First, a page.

Look For: Spotted seatrout, flounder, black drum, red drum, sheepshead, tarpon.
Comments: The consensus from Georgetown’s Winyah Bay northward to Little River is the estuaries are loaded with mullet, along with menhaden. “Mullet are everywhere,” said Capt. Patrick Kelly of Captain Smiley Fishing Charters in Little River. Kelly has used finger mullet to catch flounder and red drum, with the reds, in the 15-28 inch range, being landed along grass banks and docks. Spotted seatrout are also available, hitting topwater lures in the early morning and then live shrimp on popping corks. “On the topwater, use anything that looks like a mullet,” said Kelly. Capt. Mike McDonald of Gul-R-Boy Guide Service went on a fun-fishing trip on Tuesday and caught five reds plus a four-pound sheepshead in Winyah Bay. McDonald caught the fish while floating cut shrimp and noted a water temperature of 79-80 degrees. “I’ve had a few guys reporting catching a Creek Slam (flounder, trout, red drum), but just a few of everything,” said Jessica Perry of Perry’s Bait and Tackle in Murrells Inlet. Perry also noted more keeper black drum are being caught in the inlet. Bull red drum are beginning to make their autumn appearance at area jetties. Anglers are urged to catch these fish quickly with beefed up tackle and release them carefully, being sure they are revived before letting them go. These spawner fish, ranging from 30 to 45 inches in size, represent the red drum’s future in South Carolina waters and should be handled delicately to ensure their survival.
Look For: Spanish mackerel, king mackerel, whiting, flounder, weakfish, black sea bass, spadefish, pompano, black drum, spots.
Comments: “The bait is starting to really run down the beach now,” said Capt. Jeff Maples of Reel Salty Charters in Murrells Inlet. “It’s got to be about time for everything to explode. You can’t have this much baitfish around without all those big Spanish and kings coming after them.” As for this week, Maples says that most action has been found closer to the beach, especially for Spanish and bluefish. Spanish, blues and whiting are the best bet on Grand Strand piers, with flounder, pompano, croaker, weakfish, black drum and possibly spots also available. At the near-shore reefs such as Paradise Reef and Jim Caudle Reef, look for Spanish, blues, spadefish, weakfish, flounder, black sea bass and plenty of sharks. Weakfish have been showing up on near-shore hard-bottom areas, along with a few bull reds. A new recreational daily bag limit is in effect for black sea bass. The limit is now 7 fish per person per day, which went into effect on Aug. 12. The ocean water temperature at Springmaid Pier was 82.2 degrees at 4:48 p.m. Thursday.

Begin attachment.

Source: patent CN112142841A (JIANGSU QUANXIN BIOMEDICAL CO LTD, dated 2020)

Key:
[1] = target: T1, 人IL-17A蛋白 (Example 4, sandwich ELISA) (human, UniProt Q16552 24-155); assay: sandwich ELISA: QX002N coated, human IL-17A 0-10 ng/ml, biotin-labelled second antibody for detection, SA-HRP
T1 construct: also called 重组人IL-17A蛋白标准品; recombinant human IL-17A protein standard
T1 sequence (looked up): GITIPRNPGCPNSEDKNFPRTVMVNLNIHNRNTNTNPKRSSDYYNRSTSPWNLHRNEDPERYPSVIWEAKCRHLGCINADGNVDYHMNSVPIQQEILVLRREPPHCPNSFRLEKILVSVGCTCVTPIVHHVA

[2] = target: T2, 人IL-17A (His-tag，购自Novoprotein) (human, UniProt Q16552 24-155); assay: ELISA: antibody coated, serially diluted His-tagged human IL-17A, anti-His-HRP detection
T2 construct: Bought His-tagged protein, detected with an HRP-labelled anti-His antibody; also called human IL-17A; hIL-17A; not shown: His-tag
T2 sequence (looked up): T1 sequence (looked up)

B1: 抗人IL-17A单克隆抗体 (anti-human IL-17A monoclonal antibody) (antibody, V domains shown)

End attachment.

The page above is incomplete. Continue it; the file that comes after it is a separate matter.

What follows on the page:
Look For: Grouper, vermilion snapper, black sea bass, porgy, triggerfish, grunts, amberjack, wahoo, blackfin tuna, dolphin, sailfish.
Comments: Tropical Storm Hermine really blew up the offshore waters a week ago, and not many boats have been out this week. Look for bottom fishing to be very good for grouper, amberjack, vermilion snapper, black sea bass, porgy and triggerfish. Wahoo and king mackerel are providing the most action for trolling boats, with dolphin, blackfin tuna, barracuda, bonito and sailfish also available. A new recreational daily bag limit is in effect for black sea bass. The limit is now 7 fish per person per day, which went into effect on Aug. 12. Red snapper are off-limits in the South Atlantic region and must be released.
Look For: Bream, catfish, bass.
Comments: Hermine certainly dumped plenty of rain on the coastal plain last Friday, but the area was very dry before the storm and much of the rain fell close enough to the beach for it to be quickly flushed out to sea. In short, the river levels have not risen as high as homeowners and fishermen had feared. “The Waccamaw and the Little Pee Dee came up a good bit but the Big Pee Dee has already fallen three feet in the last two days,” said “Catfish” Stalvey of Stalvey’s Bait and Tackle in Conway on Thursday. “I think the water’s going to get out of here quick. The people that know how to fish and know where to find them when the water’s high are doing well.” Stalvey suggests fishing from bream in 4-8 feet of water, or bumping the bait off the bottom. If fishing the banks, Stalvey says to use beetle spins or popping bugs, which can produce larger fish. Stalvey says catfish catches are good on eels and live bream. The Waccamaw River at Conway was at 8.39 feet at Conway at 4:15 p.m. Thursday. The Little Pee Dee River at Galivants Ferry was at 7.89 feet Thursday at 5 p.m.